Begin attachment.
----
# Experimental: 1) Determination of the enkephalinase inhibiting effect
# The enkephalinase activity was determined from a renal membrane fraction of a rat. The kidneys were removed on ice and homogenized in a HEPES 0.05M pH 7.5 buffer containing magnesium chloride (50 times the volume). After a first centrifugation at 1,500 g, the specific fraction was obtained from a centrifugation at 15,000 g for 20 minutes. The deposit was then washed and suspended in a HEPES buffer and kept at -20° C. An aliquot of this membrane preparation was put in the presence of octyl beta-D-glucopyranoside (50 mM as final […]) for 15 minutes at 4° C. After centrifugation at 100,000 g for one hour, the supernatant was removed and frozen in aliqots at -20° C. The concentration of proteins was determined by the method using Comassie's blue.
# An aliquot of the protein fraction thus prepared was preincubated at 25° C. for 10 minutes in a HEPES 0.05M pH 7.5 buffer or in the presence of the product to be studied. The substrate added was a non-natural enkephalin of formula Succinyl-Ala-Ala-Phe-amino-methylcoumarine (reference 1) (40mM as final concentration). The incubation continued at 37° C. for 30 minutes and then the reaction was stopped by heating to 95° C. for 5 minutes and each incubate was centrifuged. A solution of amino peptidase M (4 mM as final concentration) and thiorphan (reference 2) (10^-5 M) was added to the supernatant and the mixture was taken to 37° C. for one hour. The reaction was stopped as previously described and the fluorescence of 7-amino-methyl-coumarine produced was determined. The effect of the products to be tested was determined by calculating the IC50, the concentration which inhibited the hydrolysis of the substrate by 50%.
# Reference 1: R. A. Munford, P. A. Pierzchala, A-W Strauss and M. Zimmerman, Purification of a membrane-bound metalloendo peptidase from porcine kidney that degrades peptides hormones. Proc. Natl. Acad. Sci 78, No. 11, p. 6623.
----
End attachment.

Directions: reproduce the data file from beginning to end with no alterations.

# Experimental: 1) Determination of the enkephalinase inhibiting effect
# The enkephalinase activity was determined from a renal membrane fraction of a rat. The kidneys were removed on ice and homogenized in a HEPES 0.05M pH 7.5 buffer containing magnesium chloride (50 times the volume). After a first centrifugation at 1,500 g, the specific fraction was obtained from a centrifugation at 15,000 g for 20 minutes. The deposit was then washed and suspended in a HEPES buffer and kept at -20° C. An aliquot of this membrane preparation was put in the presence of octyl beta-D-glucopyranoside (50 mM as final […]) for 15 minutes at 4° C. After centrifugation at 100,000 g for one hour, the supernatant was removed and frozen in aliqots at -20° C. The concentration of proteins was determined by the method using Comassie's blue.
# An aliquot of the protein fraction thus prepared was preincubated at 25° C. for 10 minutes in a HEPES 0.05M pH 7.5 buffer or in the presence of the product to be studied. The substrate added was a non-natural enkephalin of formula Succinyl-Ala-Ala-Phe-amino-methylcoumarine (reference 1) (40mM as final concentration). The incubation continued at 37° C. for 30 minutes and then the reaction was stopped by heating to 95° C. for 5 minutes and each incubate was centrifuged. A solution of amino peptidase M (4 mM as final concentration) and thiorphan (reference 2) (10^-5 M) was added to the supernatant and the mixture was taken to 37° C. for one hour. The reaction was stopped as previously described and the fluorescence of 7-amino-methyl-coumarine produced was determined. The effect of the products to be tested was determined by calculating the IC50, the concentration which inhibited the hydrolysis of the substrate by 50%.
# Reference 1: R. A. Munford, P. A. Pierzchala, A-W Strauss and M. Zimmerman, Purification of a membrane-bound metalloendo peptidase from porcine kidney that degrades peptides hormones. Proc. Natl. Acad. Sci 78, No. 11, p. 6623.